Asian Americans & Gun Ownership
As a political junkie, I am a big fan of number cruncher and prognosticator Nate Silver of the New York Times and his Five Thirty Eight blog. With the tragic massacre in Newtown, Connecticut at Sandy Hook Elementary School, there has been a raging debate nationally and online about the issue of gun ownership and gun control.
In Silver’s latest blog post, he analyzes gun ownership based on political affiliation and references a 2008 national exit poll and concludes: “Whether someone owns a gun is a more powerful predictor of a person’s political party than her gender, whether she identifies as gay or lesbian, whether she is Hispanic, whether she lives in the South or a number of other demographic characteristics.” For some reason, the 2012 national exit poll did not include the question of gun ownership, but from the 2008 data, gun ownership by race and political affiliation breaks down as this:
Personally, I am not surprised. To be honest, I do not know any Asian Americans who own a gun. From what I recall, I’ve personally fired rifles at summer camp as a kid for target shooting and did enjoy it a little bit – especially the small brass casings afterwards and seeing some of the deformed lead bullets after target shooting. In retrospect, I’m kind of surprised they let kids in the middle school age range in Massachusetts this kind of activity. The one gun owner I know in the San Francisco Bay Area is a white friend of mine who happens to be a Libertarian.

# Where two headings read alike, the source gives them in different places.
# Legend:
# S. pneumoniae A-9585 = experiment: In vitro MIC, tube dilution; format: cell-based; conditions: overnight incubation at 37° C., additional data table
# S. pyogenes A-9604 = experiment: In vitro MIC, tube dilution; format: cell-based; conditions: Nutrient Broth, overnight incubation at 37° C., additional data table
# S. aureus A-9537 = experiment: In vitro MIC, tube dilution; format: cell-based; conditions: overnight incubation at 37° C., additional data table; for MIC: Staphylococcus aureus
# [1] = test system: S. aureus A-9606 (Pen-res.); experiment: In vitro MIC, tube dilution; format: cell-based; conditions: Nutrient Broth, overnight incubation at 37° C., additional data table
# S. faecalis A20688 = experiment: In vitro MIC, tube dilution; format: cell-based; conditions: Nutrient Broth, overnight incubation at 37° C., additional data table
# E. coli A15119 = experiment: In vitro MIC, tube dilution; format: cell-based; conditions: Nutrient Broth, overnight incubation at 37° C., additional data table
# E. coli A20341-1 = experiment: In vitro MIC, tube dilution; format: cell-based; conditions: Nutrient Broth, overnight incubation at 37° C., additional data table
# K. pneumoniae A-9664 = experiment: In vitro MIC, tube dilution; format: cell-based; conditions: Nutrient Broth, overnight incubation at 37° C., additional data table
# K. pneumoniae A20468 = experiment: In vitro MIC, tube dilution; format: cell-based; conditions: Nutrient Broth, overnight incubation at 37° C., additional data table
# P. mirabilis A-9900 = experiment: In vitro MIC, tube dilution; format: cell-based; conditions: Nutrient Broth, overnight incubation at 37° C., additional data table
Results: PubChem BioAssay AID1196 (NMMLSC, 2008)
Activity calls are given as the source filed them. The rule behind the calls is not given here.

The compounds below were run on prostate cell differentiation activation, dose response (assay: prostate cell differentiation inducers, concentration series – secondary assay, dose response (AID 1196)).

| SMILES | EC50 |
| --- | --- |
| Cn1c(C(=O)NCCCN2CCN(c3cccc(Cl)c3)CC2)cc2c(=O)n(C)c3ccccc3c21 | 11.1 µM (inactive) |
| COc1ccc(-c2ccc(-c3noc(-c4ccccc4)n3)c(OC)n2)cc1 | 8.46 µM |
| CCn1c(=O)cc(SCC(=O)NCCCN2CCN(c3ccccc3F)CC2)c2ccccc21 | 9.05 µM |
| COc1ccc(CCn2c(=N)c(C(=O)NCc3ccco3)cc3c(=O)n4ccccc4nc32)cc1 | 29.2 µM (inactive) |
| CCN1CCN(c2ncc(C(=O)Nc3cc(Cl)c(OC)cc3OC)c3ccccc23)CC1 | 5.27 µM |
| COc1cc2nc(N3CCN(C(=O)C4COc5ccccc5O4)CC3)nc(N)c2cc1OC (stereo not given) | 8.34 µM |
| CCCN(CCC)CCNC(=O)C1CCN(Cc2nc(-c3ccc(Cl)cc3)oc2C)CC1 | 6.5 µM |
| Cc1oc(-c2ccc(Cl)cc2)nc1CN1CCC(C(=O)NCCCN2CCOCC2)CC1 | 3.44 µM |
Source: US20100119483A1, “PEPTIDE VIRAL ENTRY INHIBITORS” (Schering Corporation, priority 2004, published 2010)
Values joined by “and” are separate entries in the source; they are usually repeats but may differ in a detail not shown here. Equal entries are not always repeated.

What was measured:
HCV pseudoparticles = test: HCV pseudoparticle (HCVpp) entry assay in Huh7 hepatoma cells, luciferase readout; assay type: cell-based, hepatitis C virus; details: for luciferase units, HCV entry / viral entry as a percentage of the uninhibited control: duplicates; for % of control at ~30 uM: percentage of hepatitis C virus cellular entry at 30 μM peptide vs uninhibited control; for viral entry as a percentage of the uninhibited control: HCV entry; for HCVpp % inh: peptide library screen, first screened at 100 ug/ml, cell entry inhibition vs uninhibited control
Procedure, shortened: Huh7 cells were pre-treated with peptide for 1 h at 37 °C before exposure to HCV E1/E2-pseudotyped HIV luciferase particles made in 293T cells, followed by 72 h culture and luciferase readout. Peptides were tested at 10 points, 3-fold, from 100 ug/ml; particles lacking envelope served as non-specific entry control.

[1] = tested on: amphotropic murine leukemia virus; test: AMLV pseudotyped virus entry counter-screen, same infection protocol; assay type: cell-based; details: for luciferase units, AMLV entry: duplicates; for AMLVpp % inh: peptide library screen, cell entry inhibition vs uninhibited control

And here is why I am not surprised – most Asian Americans or their roots are from the post-1965 immigration reform era, and most Asian Americans in absolute numbers immigrated in the U.S. in the past twenty years. Civilian gun ownership in countries such as China, Korea, Japan, Taiwan, etc. is essentially illegal. Generally, gun laws or ownership in most of the world outside of the United States are very restrictive.
Many have noted that the given America’s frontier culture and strong emphasis on individualism, that it’s no surprise that the United States has always had a strong gun culture, from the very roots of establishing the Second Amendment in our Constitution. Asian immigrants who naturalized as Americans and consequently their kids, never grew up with or were instilled with the concept of gun ownership nor practiced the tradition of hunting (and since most Asian Americans live in urban areas, are not necessarily exposed and then adopt hunting as a sport or hobby).